In the middle of the lesson I do this activity I call Quiz Quiz Pass. I won’t go into the details too much, but basically you go around the room asking people different questions in English. The questions change every time, so this time I had questions like, “Who will you be with on New Year’s day?” and “Can you tell me three things you like about winter, please?” The students really like this activity because they can walk around, talk to whomever they like, and the questions are all randomized so you never really know what you’ll be asked when. At the end of the activity I like to have everyone sit and then I choose two or three kids to answer a question in front of the class.
For this particular lesson, the single-out-a-couple-kids-and-ask-them-in-front-of-the-class part is really fun for me. First, I pick a sort of shy girl to say three things she likes about winter, and everyone is quiet and listening earnestly (I hope, anyway). Maybe she stumbles over some words, but I help her out and all is well. Everybody applauds. And then I pick a boy and ask him, “What will you do on Christmas Day?”
Now before I go any further I should let you in on a couple things. First, in Japan Christmas has more in common with American New Year’s Eve than American Christmas. By that I mean it isn’t really a family event at all. The more common image of Christmas in Japan is going on a date, holding hands and viewing Christmas lights in the snow with that special person, and exchanging romantic presents, or maybe having a gift exchange party with friends. Second, I know my students pretty well. I may not have memorized all 250 of their names, but when I am in a class I know which students hate being called on but love when I stop by their desk for a bit of a chat, I know which students typically know the answers and understand directions and don’t mind when I ask them to explain stuff to the class in Japanese, I know who the sleepers are, and most especially I know the outgoing kids, the ones who love to speak out, share their opinions, and can handle a bit of gentle teasing now and then.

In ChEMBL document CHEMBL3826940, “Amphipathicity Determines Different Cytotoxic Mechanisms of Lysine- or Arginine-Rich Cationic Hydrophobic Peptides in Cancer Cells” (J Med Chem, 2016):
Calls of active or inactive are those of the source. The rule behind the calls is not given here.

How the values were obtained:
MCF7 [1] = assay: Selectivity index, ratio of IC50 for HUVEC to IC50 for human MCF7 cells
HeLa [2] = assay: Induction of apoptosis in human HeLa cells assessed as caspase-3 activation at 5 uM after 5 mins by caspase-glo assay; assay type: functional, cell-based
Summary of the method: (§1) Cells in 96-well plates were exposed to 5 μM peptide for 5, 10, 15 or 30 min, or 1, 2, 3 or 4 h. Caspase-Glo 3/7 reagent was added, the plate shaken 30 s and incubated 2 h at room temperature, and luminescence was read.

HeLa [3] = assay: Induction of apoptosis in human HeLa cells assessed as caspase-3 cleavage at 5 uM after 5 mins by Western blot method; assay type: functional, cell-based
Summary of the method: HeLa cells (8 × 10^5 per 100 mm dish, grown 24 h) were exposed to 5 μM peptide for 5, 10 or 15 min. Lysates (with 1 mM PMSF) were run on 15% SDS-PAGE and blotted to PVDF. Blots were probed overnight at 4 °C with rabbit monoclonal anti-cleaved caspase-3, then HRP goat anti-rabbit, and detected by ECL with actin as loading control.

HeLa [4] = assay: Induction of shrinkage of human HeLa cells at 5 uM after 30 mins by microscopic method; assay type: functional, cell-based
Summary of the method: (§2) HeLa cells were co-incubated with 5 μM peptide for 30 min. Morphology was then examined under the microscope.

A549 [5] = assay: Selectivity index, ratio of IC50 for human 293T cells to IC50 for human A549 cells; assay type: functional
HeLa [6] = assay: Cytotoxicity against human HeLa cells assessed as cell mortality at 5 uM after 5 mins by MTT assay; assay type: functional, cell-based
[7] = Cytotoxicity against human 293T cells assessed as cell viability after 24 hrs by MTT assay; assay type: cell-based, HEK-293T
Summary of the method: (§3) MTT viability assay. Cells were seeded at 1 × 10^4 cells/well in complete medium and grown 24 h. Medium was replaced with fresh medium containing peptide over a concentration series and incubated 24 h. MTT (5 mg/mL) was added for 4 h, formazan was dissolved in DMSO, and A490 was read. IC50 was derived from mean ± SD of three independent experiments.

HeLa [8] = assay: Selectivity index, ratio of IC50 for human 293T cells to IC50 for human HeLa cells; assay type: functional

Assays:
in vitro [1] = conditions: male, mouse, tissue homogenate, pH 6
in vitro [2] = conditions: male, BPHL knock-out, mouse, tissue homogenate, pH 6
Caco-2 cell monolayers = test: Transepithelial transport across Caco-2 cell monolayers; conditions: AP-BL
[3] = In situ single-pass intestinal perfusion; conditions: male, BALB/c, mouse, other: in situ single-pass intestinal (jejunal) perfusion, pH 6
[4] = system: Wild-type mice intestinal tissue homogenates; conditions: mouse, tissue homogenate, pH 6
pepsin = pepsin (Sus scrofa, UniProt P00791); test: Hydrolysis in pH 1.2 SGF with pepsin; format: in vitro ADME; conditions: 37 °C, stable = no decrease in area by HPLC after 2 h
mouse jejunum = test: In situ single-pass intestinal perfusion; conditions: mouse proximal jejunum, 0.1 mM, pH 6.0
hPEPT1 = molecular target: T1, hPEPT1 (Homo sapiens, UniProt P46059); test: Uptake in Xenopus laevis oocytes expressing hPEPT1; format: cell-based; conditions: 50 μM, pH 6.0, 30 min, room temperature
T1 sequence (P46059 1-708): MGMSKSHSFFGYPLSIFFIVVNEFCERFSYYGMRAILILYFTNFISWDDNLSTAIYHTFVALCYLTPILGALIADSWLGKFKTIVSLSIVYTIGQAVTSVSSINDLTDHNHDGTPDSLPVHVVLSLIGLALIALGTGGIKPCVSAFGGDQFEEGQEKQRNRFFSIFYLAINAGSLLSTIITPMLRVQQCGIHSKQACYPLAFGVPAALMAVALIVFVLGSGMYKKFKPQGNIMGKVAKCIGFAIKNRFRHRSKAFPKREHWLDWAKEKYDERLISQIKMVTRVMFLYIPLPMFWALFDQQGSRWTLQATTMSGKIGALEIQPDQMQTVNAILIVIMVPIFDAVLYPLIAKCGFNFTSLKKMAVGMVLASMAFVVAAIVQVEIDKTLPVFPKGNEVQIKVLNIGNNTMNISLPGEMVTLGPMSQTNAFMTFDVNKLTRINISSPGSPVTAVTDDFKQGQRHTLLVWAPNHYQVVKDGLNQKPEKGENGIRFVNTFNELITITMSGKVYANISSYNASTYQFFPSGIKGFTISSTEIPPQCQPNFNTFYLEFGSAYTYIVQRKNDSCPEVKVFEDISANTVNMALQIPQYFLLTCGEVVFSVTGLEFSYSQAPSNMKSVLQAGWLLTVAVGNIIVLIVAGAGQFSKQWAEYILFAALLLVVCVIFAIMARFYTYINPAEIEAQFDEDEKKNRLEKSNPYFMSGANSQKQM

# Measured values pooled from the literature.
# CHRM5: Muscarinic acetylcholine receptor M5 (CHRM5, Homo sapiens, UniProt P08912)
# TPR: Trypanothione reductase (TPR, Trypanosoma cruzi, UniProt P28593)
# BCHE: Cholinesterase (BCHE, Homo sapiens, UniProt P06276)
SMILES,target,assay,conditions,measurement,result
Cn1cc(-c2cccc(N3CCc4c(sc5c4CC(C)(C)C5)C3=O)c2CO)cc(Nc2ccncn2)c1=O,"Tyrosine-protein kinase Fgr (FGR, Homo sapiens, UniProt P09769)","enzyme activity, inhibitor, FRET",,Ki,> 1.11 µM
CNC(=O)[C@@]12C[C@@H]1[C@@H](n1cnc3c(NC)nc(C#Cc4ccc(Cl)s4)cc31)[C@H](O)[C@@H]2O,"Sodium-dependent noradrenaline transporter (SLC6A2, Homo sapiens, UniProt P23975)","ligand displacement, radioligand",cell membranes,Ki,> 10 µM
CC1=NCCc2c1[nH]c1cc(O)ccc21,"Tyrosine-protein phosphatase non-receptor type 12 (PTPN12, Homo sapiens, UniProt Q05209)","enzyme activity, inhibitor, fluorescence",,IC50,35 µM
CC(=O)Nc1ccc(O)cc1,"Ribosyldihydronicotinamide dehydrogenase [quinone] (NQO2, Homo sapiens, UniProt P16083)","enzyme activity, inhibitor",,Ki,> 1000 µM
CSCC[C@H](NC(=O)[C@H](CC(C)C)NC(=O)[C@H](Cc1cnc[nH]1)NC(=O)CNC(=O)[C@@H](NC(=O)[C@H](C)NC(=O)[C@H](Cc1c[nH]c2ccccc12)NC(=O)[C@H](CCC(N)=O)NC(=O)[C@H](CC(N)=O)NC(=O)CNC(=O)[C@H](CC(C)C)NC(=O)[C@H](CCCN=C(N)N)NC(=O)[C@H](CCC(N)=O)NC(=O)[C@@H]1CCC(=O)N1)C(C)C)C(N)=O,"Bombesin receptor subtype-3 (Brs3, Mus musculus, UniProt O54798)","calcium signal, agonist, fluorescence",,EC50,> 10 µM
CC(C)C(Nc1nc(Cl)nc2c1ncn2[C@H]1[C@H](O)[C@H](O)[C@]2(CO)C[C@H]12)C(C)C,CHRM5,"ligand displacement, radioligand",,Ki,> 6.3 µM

All right, back to my story. So I pick a boy, a boy I know pretty well, who has a sense of humor and seems to enjoy being made a spectacle of in front of his classmates, and I ask him, “What will you do on Christmas day?” He immediately responds, “I want money for Christmas!” The people who catch his goof laugh a bit and I gently ask again, “What will you DO on Christmas day?” He realizes his mistake and starts again. “I will….” He pauses with a look of confusion and starts making gestures in the air. His classmates laugh at his struggle a bit. And then I go into the routine that I went through will all the other boys before him. “Oh, are you going on a date on Christmas Day?” I ask coyly. Everyone laughs. He smiles and shakes his head and I ask, “Will you be with your girlfriend on Christmas Day?” and receive another round of laughs.
I am telling you, this schtick is really effective with my classes. Everyone gets a kick out of it. Eventually, the guy either gives in and says, “Yes, I will go on a date,” which is met with oohs and ahhs and applause, or he firmly states his actual plan, which is met with a mixture of laughter or sympathy or whatever is appropriate. And then I move on to the next activity with everyone in high spirits.
This time though, my guy is taking a lot longer to answer. He is muttering to himself (stuff like, “what do you call it… how do you say…”) and finally bursts out a word in Japanese that I don’t know. Everyone goes still and somber. A bit perplexed, I look to my co-teacher. “What’d he say?” I ask, to which she replies, “He’s going to a funeral on Christmas day.”
And then I feel like a total ass. Here I am teasing him about girlfriends and dates, and he’s just lost someone, maybe even someone dear to him. I say that I am really sorry for putting him on the spot like that, and he smiles and waves it away like it’s no big deal. What’s so funny is that all his classmates seem to be looking at me with something like sympathy, like they could tell how embarrassed I was and they feel a bit bad for me as I awkwardly switch gears into the next activity. But in my head I was screaming, “Who the hell has a funeral on Christmas day?? This is unheard of! I would never in a million years have expected something like that!” But of course, Christmas isn’t even a real holiday in Japan, just a quirky sort of event vaguely known about and ever so slowly gaining popularity amongst young people as a chance for a bit of romance and a few presents.
Anyway, the class continued and all was well. Nobody brought it up again, and after class I went to that kid and apologized one more time for any embarrassment I caused. He seemed totally fine and unworried about it, then went about his day. Indeed, I seemed to be the one most affected by the whole thing. I was left alone in the classroom thinking about how Christmas is an entirely different animal in Japan than in America, and how these days I have become nostalgic and have begun longing for the merriment, bustle, family and festivity surrounding Christmas back in the States, and I wondered when I would experience that again, and how much I am looking forward to it.